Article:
What’s that buzzing sound?

 
Google’s latest social media experiment recently came to life in the form of Google Buzz: a social media-sharing service built into your Gmail window. Buzz will let you share photos, links, videos and status updates through your Gmail inbox or your mobile device’s web browser.

 

 

 

Remember: Google isn’t really a search engine or a chat tool or an email provider. It’s an online advertisement-pushing juggernaut. And, assuming Buzz takes off, in just a few iterations of its development, this is the sort of Buzz-powered day you could be having:

7 a.m. Smartphone alarm wakes you. You quickly scan it for emails, texts and Buzz. Since Google knows you were at the bar last night, it offers you an ad for a hangover cure.

7:30 a.m. Commuting to work. Browsing your tablet PC on the train, among the emails, light web-browsing, and casual Buzz-chatting, Google serves you an ad for a new coffee shop that’s opened on your route from the station to the office. It also knows you’re late, and a Buzz-linked local taxi company Buzzes you to check if you’d like a ride from the station so you can make that 8:15 meeting that’s scheduled in your Gmail calendar.

10:30 a.m. Collaborative work-base Buzz chat on your current project. Buzz knows you’re working, so tones down the frequency and pixel-size of its embedded ads, and stops actively Buzzing you, but pops up adverts that match the theme of your work. Along with placements for MBAs from local colleges, since it knows your education history. Plus sneaky job ads  that might interest you, based on your demonstrated areas of expertise.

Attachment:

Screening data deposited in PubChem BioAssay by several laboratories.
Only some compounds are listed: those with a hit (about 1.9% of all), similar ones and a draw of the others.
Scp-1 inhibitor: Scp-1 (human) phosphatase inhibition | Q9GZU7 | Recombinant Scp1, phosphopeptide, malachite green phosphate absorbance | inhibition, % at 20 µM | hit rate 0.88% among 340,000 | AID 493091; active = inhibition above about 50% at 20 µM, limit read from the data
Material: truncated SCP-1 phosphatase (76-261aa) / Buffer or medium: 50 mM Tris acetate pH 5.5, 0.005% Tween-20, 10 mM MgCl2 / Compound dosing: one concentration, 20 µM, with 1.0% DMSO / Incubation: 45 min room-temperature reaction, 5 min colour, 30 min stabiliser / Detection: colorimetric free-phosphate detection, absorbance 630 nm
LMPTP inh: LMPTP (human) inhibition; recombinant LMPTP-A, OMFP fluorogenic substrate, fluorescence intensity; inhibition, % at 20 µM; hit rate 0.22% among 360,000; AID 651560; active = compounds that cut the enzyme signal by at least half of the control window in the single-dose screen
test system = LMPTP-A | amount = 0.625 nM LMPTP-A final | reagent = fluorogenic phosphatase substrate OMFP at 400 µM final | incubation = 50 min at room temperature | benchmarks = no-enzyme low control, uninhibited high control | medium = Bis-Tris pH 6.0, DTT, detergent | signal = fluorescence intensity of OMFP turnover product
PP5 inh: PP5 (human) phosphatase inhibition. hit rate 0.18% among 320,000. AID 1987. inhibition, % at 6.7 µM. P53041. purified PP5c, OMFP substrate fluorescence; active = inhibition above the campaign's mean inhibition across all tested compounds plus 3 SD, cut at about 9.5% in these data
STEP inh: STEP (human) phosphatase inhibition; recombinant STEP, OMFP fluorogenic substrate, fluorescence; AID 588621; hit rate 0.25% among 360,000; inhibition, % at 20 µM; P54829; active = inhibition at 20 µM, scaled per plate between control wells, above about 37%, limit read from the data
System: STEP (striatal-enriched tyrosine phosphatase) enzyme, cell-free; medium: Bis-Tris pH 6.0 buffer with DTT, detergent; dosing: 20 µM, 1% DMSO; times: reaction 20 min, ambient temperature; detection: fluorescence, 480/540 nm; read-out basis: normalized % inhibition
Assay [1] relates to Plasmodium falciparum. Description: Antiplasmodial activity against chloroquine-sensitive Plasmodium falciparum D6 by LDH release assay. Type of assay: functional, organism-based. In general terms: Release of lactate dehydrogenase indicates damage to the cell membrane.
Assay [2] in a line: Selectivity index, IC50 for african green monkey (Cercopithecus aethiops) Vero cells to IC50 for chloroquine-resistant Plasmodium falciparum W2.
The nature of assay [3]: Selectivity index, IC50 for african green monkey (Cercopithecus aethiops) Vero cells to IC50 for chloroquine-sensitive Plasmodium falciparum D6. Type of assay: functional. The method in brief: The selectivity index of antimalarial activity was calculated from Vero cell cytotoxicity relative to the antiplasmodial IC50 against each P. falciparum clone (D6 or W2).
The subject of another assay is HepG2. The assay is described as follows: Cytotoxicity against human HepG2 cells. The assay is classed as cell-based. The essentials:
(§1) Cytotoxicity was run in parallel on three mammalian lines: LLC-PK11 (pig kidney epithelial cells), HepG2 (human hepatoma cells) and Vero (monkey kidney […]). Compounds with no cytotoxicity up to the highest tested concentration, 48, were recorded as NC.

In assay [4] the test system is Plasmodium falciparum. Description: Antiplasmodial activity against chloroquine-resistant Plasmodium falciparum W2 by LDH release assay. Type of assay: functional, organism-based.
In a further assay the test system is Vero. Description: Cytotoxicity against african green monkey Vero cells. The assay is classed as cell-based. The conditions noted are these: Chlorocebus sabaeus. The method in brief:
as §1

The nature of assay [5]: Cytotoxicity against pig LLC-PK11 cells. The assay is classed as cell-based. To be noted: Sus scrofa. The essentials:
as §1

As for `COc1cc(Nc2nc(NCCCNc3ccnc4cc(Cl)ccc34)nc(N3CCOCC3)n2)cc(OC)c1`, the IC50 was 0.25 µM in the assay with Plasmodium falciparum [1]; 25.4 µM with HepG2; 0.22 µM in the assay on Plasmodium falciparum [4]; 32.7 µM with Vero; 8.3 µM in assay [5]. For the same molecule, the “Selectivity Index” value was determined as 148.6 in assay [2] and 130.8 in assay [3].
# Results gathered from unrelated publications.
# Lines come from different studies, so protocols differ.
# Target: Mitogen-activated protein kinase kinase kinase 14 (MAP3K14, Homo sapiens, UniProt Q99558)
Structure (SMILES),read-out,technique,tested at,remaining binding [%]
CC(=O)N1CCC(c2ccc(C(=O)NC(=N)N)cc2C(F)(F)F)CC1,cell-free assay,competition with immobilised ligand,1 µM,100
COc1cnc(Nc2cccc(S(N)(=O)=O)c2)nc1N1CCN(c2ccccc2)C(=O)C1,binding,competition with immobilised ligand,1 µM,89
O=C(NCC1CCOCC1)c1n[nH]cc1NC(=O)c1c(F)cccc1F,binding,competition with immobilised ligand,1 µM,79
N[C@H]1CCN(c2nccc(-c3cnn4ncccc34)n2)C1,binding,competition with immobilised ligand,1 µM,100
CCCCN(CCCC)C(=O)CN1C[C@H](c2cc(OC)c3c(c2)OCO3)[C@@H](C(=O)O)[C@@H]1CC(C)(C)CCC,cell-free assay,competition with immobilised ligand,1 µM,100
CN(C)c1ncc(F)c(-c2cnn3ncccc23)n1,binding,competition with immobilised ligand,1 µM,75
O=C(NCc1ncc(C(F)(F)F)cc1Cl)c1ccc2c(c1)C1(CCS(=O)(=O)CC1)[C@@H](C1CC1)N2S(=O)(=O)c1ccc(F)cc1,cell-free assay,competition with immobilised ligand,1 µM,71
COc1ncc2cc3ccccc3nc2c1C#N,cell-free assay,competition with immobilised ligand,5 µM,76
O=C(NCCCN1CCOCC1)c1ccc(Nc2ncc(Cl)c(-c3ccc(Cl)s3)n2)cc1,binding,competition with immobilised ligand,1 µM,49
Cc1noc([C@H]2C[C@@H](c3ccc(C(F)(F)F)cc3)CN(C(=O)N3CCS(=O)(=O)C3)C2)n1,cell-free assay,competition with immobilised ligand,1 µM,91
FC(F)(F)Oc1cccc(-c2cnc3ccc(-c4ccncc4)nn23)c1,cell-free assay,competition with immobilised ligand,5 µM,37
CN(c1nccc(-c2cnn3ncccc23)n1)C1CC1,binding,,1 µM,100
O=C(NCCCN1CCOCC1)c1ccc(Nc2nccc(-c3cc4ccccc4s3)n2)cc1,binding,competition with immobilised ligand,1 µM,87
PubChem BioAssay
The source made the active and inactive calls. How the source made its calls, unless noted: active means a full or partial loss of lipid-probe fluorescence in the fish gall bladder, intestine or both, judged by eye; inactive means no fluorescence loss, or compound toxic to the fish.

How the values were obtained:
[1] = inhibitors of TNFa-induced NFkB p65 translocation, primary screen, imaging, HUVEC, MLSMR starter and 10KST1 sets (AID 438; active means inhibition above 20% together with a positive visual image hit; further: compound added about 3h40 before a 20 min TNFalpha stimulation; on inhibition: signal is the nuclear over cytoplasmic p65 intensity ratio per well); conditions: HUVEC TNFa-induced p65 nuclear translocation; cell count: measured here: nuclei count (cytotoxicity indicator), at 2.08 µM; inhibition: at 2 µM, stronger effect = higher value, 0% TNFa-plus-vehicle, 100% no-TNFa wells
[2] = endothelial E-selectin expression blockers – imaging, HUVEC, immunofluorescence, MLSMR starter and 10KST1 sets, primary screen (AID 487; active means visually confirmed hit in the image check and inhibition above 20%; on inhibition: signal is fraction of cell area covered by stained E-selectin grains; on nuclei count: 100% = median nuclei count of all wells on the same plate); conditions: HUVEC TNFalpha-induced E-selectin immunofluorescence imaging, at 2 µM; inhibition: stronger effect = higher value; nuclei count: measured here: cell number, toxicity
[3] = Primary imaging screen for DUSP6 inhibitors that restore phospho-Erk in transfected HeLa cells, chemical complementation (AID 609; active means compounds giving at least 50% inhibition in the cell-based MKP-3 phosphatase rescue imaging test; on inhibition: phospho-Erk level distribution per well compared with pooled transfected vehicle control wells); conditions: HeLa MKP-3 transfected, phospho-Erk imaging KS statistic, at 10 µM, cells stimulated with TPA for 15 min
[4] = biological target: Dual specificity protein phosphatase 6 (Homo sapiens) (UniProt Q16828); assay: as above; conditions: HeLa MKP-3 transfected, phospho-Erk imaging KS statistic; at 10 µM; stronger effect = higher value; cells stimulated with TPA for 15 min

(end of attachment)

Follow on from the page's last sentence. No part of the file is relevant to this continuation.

12:15 p.m. Lunch. The local Buzz-linked McDonald’s Buzzes you and asks, ‘Are you hungry for a Big Mac? You liked it last week. Or maybe you’re in the mood for our lunchtime hangover cure special: A baconburger?’ A local gymnasium ad pops up next, with a special sign-up deal for new members valid for an hour, and a note that two of your work colleagues go there already – one of whom you’re friends with and the other of whom is more senior, as Buzz is careful to remind you.

6:00 p.m. Hometime. Idly checking your smartphone to see what your pals are up to, Buzz knows that three of you are heading roughly the same way inside the next half hour. A local bar Buzzes all of you to suggest a post-work beer.

And so on . . .
 

  • gotnoteef

    I like the concept of this, from the point of view of making pushed-adverts and direct offers that are relevant to the user and timely – but how does it know what you’re working on, what you’re interested in, that you went to a bar last night, etc.
    For this to work, the consumer has got to sit and feed data in to the system – perhaps you have to set the alarm for 6.30am, so that you can spend the first 30 mins rubbing sleep from your eyes, slugging coffee and inputting today’s schedule and interests, so that the feeds you receive are relevant and timely.
    Personally, I’d take the extra 30 mins of kip and avoid to interruption – perhaps I’m past it in my mid 30s and this stuff is for the yoof.

Latest jobs Jobs web feed